The Facebook Music App
Because Facebook has removed FBML (deprecated), around 12/2011. The application was forced to be shutdown. Because of the huge profile changes, a lot of the application just became useless.
This was the second iteration of this application which was built in 2008. It received most of it's boom in 2007-2009. Afterwards, the Music App received very little attention and funding since after the new Facebook design in 2009.
I would like to state this is probably the worst piece of code I've ever written.
Around the summer of 2007, Facebook make it's third-party API available for use to the public. There was roughly about 60-80 or so applications that were released along with it which I assumed had private access to it. There was one called "Audio" which gave users the ability to take a link and create a player onto their Facebook profile. Its functionality was terrible and I decided I wanted to iterate my own. One where you can take your own files and upload it to your profile. Easy.
During this time I was already creating HTML/CSS websites and doing some pretty low-profile client work for the past couple of years. However, I never touched any dynamic programming since then. This is where I picked up PHP and MySQL on my own.
Now, it was pretty easy to pick up and I spent roughly about two weeks creating it. Got the basic functionality down and decided to ship it. However, it was probably the worst thing written since it was the first time I learned databases and PHP. Not only that, I was using a API that was probably very volatile.
Nevertheless, it worked. I submitted it to what Facebook called its "App Directory" and it made it! To date, it was one of the first 100 applications ever to be released into that directory amongst its millions of users. Now, people on Facebook were trying to find something new on the site then. So by behavior, they were just installing and using every application possible to just try out the site. This is what I call the "gold rush" period for applications.
Within about 24 hours or being accepted into the "App Directory", I had about 50,000 users! But, my shared hosting provider gave me a notice that they were going to shut down my application due to extremly high traffic load and disk usage. They suggested that I move to a VPS where I could be isolated but they didn't provide any help setting it up so I was on my own. I began to learn systems administration here, setting up my own LAMP stack through the command line.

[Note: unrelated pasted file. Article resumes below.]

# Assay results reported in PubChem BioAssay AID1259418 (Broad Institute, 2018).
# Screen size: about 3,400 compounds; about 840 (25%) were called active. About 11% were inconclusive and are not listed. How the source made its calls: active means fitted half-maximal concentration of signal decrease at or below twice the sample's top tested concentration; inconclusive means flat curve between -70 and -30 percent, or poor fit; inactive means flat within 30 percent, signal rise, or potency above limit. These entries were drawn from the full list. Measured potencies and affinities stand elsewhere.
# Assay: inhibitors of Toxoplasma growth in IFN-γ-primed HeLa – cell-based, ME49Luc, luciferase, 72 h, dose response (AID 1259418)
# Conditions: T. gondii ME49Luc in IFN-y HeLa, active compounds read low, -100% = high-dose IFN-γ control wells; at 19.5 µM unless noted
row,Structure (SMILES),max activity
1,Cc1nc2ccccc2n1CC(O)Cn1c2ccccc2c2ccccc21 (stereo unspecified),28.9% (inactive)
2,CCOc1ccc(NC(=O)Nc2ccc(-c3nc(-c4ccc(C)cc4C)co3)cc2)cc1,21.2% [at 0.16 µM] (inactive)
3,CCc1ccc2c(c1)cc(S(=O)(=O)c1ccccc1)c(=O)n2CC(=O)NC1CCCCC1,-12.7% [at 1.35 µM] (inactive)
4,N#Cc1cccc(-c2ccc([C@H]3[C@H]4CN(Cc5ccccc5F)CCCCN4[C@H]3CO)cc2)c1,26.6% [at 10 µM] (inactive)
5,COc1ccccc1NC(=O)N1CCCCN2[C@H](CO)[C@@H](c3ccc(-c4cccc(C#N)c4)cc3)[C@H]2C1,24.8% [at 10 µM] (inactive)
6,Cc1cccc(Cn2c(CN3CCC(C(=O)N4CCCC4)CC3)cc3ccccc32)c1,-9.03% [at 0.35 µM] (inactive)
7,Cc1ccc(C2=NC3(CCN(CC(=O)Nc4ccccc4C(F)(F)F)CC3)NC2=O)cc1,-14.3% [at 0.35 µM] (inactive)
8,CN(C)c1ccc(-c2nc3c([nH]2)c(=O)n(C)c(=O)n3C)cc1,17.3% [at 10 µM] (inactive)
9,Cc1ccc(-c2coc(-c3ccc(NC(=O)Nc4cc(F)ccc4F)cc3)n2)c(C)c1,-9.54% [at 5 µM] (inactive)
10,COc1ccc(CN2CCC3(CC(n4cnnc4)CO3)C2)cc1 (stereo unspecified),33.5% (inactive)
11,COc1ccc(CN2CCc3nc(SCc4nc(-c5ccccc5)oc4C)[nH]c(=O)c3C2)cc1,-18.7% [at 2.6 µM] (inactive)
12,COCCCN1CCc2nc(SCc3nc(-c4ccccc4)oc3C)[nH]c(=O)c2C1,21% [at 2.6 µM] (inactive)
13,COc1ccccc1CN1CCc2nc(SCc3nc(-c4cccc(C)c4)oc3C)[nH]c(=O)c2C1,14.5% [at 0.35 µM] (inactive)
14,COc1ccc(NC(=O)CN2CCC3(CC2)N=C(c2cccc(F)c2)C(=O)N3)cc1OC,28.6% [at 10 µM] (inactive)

During this growth, I also met Russell Frank who wanted to help me work on this venture. He helped me create a tool in C which converted any file into the proper mp3 format, the only format that Facebook's player allowed. He also helped me with some systems administration too. My gratitude for the help.
However, after another 48 hours on that VPS, the disk hit its limit (after scaling it several times) and then it was time to move to a dedicated server. Got the box, set it up, and things were working again.
Within the first month, the application was scaling at about 1,500 users per hour and I roughtly hit a million users by this point. I was spending on my own about $200 just to keep it running. Money that I didn't have as a high school student. It was time to figure out how I was going to make money by this point.
By this time, school had started and my friend Russ fell off the grid, so I was on my own. At the same time, I had a company called Invite Media help me pay for my infrastucture to allow them to read user ifnormation off my application. Something to keep the books even.
Three months later, there were a bunch of new advertsing platforms that spawned and were directed as social media targeted avertising. A representative gave me a call and I decided to start working with them. Since it was all new, the CPC was very high and companies were willing to pay largely for it and that's when I hit my "gold rush".
It didn't last very long. In February 2008, I received a nice letter from the RIAA to tell me to shut it down. If you want a copy of the letter, you can always ask me for a copy. Here's where I had to shut the application down and shred all the data on the drives.
It wasn't until late 2008 until I started re-writing it again. This time, it was much more secure and slightly redesigned. Surprisingly, people kept using the application and I was still making a profit out of it. I added several features in thie iteration too which enticed others to use my application.
During the process though, the Facebook API was so volatile that it broke my application dozens of times. And soon, Facebook changed its design which killed the use case of the application. So finally in December of 2011, it began running in the red again (money wise) and it was time to shut it down.